• paulbram - Tuesday, March 19, 2013 - link

    Although in general I agree it is not fair to compare different browsers, I think you also need to remember that Chrome on a Windows 8 CT chip is really not NEARLY as good as IE10 is. In fact, I've been incredibly impressed with IE10 perf on mine. So, sure you could run Chrome if you want to see poor benchmark results, but why not give the machine the best chance at success? Reply
  • Kidster3001 - Tuesday, March 19, 2013 - link

    Javascript benchmarks are "Browser" benchmarks, not CPU benchmarks. They are completely dependent on the javascript engine used in the browser. Reply
  • paulbram - Tuesday, March 19, 2013 - link

    You REALLY need to check out the HP Envy X2. I just picked up this thing from Staples for $525. It includes the keyboard dock with a second battery in it. In my opinion, it is the best of the convertibles AND it is the cheapest!!!

    The build quality in particular is really quite amazing. It feels like a MacBook air with a detachable screen.
    Reply
  • hughtwg - Tuesday, March 19, 2013 - link

    I agree. While I much prefer using a stylus than getting greasy fingerprints all over my screen the poor stylus support in Windows 8 make using a stylus less than ideal. Other than my touchpad not registering multi-touch gestures when waking from sleep the X2 has been great. Hopefully HP will fix the touch pad soon. Reply
  • nerd1 - Wednesday, March 20, 2013 - link

    Actually HP initially claimed their tablet supports active digitizer (maybe atmel) but so far no one confirmed than. That's was a major dealbreaker for me. Reply
  • new-paradigm - Tuesday, March 19, 2013 - link

    The Asus Vivotab also has a wacom digitiser built in. Not sure why anyone would choose the plasticky build of the Samsung to be honest. Reply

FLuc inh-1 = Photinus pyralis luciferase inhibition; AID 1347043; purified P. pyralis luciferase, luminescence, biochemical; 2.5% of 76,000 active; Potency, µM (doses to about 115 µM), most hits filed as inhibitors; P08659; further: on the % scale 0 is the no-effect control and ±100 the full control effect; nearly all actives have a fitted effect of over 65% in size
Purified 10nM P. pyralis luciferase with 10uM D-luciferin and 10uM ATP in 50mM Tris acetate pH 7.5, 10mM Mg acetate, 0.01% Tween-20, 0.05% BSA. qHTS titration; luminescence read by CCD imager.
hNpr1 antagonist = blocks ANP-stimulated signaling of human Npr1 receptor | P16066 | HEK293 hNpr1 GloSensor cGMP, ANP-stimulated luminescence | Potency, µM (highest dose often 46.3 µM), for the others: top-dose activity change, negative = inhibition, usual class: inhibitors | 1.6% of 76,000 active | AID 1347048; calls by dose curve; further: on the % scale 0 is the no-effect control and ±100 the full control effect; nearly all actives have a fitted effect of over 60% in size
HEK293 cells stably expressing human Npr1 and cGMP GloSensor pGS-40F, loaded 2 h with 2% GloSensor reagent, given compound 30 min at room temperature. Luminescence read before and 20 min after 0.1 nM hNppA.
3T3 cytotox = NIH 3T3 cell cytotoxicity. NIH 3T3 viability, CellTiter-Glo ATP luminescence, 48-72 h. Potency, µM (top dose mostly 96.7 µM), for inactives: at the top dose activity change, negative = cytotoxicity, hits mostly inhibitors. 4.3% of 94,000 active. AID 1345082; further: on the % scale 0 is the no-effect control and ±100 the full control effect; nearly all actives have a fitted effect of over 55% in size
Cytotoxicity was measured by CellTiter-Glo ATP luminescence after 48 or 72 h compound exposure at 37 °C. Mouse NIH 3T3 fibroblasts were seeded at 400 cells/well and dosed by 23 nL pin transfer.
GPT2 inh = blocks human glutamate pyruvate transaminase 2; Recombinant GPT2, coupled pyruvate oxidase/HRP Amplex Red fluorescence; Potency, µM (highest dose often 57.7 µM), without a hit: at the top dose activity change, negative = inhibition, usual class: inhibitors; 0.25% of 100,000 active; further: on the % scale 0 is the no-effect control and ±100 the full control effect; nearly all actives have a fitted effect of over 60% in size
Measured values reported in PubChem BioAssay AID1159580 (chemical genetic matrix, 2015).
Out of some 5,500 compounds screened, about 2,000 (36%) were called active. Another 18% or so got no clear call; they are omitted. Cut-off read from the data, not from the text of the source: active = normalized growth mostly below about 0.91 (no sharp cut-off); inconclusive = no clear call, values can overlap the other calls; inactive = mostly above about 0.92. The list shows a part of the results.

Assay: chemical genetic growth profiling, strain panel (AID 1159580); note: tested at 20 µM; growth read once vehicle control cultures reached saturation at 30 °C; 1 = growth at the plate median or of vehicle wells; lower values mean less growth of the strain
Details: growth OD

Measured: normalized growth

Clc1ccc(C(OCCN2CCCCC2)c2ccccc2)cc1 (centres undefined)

• new-paradigm - Tuesday, March 19, 2013 - link

    http://www.asus.com/vivo/en/vivoTab.htm Reply
  • new-paradigm - Tuesday, March 19, 2013 - link

    Also, I think you may be getting your vivotabs confused. The vivotab has a wacom digitiser and the second battery in the keyboard dock, the vivotab smart has neither.

    Would also have liked a comment on the usability of the tablet whilst docked, as I found from looking at them in the shops that the heavy weight of the tablet causes them to fall over backwards when prodding at the screen whilst it is being used docked on a desk or table.
    Reply
  • paulbram - Tuesday, March 19, 2013 - link

    Not sure about the others, but I can say that I use my HP Envy X2 on my lap all the time and it doesn't seem to be too top heavy. They actually prevent the screen from going back too far, likely to prevent this problem. Reply
  • nordicpc - Tuesday, March 19, 2013 - link

    I love my Ativ. I got one as soon as I could, Staples had them without the keyboard dock back when Win 8 launched. It's been a very solid tablet with way more functionality and performance than I could have ever hoped for. I used a Transformer 2 before, and this is no question better. The only thing that this review missed was the occasional lockups that the OS experiences while in sleep. You have to do a hard shutdown sometimes when the system has been offline for a while. I don't know if he didn't experience it, or if he was asked by Samsung to not note it because they have a fix coming soon, but it seems to be an issue with both my Ativ and my employee's Asus Smart. Seriously though, the Ativ Smart has totally replaced my AMD-based Asus Eee-PC, and I'm incredibly happy with it. Faster than an AMD Athlon X2 with all-day battery life and a very good (although low-res) screen. Reply
  • rburnham - Thursday, March 21, 2013 - link

    This is the tablet I went with. I had a similar Acer tablet initially, but that unit had a problem where it would go into sleep mode and not come out of it without a reset. I returned it and got the Samsung unit and I have been pleased with it. It's a little too big for one-handed use, but other than that it does what I want. The Atom processor really makes a case for Windows RT not being needed at all. Space be a little tight, but with a micro SD card, I can hold all the data I need on the go. Definitely an option worth considering. Reply
  • Amit kumar - Wednesday, March 27, 2013 - link

    It's really an enjoyable phone with lots of features. I got all statistics about this phone this site as well. http://www.gadtecho.com/ Reply